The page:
The new terminal at Zurich airport will be made of wood. The project will be built jointly by BIG, HOK, 10:8 Architects, and engineer Bruno Happold to replace the existing Doc A facilities.
The proposal won the competition created for this purpose in 2020, being the final winner thanks to the original and sustainable idea of using regional wood as the main material. This was certainly a clever and attractive touch on the part of the studios that worked on this project.
A first-class proposal
The competition judges deemed the multidisciplinary team’s project to be “the most convincing proposal from an operational, economic, and sustainable point of view.” The reasons for this decision are evident from the proposal.
For example, the central area of the new terminal will have seven atriums of different levels where geometric figures and the conjunction between glass and wood will be the protagonists of a center that will house stores, restaurants, services for passersby, and airport services, including arrivals and departures.
The presence of wood in its most natural state will give the sensation of being in a country cabin, and its valley-shaped design will provide openness and better use of space.
Honoring the Alps
Both the shape of the central atrium and the shape of the windows in the boarding areas have an inverted V as the predominant shape. This is intended to honor the Swiss Alps and the construction patterns of the area that have been maintained for generations.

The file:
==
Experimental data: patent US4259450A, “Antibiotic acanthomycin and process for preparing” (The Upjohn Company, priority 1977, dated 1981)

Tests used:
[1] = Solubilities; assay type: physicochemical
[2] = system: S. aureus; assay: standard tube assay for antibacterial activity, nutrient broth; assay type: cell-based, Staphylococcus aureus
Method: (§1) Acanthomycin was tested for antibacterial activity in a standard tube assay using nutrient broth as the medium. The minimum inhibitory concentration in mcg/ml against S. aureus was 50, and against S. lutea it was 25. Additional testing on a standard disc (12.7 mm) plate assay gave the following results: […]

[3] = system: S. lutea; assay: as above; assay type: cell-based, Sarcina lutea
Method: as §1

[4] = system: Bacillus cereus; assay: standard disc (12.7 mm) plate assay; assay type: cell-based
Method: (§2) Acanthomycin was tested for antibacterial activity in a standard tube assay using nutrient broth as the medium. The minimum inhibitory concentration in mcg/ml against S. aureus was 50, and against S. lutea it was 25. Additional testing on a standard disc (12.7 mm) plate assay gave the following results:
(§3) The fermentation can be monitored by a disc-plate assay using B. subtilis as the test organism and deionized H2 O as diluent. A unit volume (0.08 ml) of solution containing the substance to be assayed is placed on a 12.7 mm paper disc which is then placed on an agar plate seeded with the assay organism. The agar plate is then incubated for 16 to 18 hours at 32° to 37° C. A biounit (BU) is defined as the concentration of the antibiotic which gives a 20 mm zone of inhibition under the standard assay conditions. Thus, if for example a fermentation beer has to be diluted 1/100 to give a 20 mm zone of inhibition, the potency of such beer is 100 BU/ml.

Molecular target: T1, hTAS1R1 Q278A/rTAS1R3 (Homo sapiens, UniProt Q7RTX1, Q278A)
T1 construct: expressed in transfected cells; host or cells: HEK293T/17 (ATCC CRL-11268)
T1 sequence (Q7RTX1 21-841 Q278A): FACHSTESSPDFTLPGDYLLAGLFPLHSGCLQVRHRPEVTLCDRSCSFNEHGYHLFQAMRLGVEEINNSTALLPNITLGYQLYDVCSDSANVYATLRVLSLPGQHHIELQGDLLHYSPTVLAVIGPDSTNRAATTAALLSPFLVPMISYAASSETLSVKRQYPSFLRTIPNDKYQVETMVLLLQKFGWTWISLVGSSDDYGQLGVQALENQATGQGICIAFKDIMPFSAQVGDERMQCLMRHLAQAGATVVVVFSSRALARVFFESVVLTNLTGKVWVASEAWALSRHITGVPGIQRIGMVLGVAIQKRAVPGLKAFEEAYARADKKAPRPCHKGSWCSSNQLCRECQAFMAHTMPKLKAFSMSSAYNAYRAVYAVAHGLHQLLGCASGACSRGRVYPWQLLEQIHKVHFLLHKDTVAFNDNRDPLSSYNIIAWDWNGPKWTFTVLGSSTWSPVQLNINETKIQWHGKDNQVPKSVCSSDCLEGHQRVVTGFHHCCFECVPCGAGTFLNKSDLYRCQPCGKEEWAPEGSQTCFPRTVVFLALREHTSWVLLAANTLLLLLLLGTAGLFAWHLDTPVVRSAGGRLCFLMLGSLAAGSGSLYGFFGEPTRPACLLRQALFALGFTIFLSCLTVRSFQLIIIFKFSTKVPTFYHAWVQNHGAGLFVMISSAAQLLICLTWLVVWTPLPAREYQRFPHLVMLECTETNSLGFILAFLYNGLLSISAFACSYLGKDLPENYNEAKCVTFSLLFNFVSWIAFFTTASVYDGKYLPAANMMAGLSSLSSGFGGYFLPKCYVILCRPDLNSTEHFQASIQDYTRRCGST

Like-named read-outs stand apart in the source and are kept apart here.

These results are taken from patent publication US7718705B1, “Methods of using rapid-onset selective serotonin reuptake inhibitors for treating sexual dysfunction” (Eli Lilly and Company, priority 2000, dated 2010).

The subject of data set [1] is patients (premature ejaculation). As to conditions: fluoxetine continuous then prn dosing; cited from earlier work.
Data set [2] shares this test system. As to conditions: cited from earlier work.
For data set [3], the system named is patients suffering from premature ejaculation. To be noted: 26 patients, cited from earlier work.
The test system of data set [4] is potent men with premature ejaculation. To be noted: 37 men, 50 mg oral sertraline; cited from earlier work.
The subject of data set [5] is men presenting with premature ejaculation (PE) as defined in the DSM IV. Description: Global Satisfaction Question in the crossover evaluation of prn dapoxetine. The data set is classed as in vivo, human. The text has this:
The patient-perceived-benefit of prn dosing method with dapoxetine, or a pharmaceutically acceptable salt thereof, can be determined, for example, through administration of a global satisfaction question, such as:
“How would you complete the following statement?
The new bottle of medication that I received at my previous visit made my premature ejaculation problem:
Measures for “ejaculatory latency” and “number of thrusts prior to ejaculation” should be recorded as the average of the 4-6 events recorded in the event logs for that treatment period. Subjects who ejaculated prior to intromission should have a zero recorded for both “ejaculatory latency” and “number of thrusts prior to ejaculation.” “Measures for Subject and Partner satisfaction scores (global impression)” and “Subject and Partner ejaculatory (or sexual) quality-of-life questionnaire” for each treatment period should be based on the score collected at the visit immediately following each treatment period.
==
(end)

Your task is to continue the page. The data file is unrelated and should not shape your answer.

At first glance, the proposal may seem a bit simple. But, trained eyes will clearly see that such an assessment is far from reality.
The diagonal wooden column grid, the color uniformity, and the simplicity of the design lines only contemplate one purpose: timelessness. The architects focused on designing a proposal that can be adapted in the future to larger extensions without compromising the aesthetics of the hub, while at the same time being friendly to new technologies.
The use of local wood as the main material lowers construction costs, reduces the carbon footprint, and ensures that future renovations can respect the identity of the project as its materials are always available. In addition, the inclusion of solar panels, broad lighting entrances, and a water collection and recycling system, all contribute to the sustainability of what is sure to become a benchmark airport for new airport structures when it is opened to the public, which is expected to happen in 10 years.